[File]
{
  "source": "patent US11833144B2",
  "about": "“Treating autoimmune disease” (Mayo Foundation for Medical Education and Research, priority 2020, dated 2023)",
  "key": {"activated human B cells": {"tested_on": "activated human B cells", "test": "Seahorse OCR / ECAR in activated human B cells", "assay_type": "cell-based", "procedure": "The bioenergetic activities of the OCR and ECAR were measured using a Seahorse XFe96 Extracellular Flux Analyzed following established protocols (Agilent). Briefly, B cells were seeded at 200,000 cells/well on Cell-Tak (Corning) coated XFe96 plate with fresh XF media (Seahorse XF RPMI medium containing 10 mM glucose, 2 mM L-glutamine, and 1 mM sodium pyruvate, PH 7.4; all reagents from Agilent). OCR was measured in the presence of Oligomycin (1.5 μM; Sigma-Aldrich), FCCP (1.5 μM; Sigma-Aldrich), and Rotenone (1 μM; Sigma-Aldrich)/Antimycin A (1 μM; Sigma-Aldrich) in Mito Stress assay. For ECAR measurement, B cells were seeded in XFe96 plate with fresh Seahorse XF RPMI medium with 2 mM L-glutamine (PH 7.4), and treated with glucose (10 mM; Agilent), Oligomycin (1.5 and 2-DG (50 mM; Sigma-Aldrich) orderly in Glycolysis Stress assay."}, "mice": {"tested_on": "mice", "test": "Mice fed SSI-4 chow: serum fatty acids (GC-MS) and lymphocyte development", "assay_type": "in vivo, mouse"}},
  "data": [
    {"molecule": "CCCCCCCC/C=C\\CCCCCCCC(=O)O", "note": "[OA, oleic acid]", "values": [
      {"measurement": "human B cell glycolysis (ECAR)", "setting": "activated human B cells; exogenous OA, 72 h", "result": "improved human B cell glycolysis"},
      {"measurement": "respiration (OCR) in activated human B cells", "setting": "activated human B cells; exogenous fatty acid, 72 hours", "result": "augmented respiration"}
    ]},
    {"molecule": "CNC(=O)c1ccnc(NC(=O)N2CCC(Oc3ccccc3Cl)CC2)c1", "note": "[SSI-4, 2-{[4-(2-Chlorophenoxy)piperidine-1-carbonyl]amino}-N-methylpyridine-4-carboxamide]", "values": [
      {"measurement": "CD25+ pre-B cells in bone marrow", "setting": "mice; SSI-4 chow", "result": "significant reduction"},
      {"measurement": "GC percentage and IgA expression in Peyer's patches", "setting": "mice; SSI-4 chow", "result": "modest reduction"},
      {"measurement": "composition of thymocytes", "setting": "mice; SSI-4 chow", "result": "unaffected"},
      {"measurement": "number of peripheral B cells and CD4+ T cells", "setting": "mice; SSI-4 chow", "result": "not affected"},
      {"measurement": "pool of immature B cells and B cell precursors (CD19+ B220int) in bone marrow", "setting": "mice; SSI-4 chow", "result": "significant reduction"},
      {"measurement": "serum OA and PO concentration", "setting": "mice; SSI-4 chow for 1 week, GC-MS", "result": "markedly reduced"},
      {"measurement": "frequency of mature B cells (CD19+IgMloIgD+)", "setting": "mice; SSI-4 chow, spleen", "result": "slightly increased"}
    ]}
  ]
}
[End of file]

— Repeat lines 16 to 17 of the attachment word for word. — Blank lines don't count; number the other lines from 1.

      {"measurement": "serum OA and PO concentration", "setting": "mice; SSI-4 chow for 1 week, GC-MS", "result": "markedly reduced"},
      {"measurement": "frequency of mature B cells (CD19+IgMloIgD+)", "setting": "mice; SSI-4 chow, spleen", "result": "slightly increased"}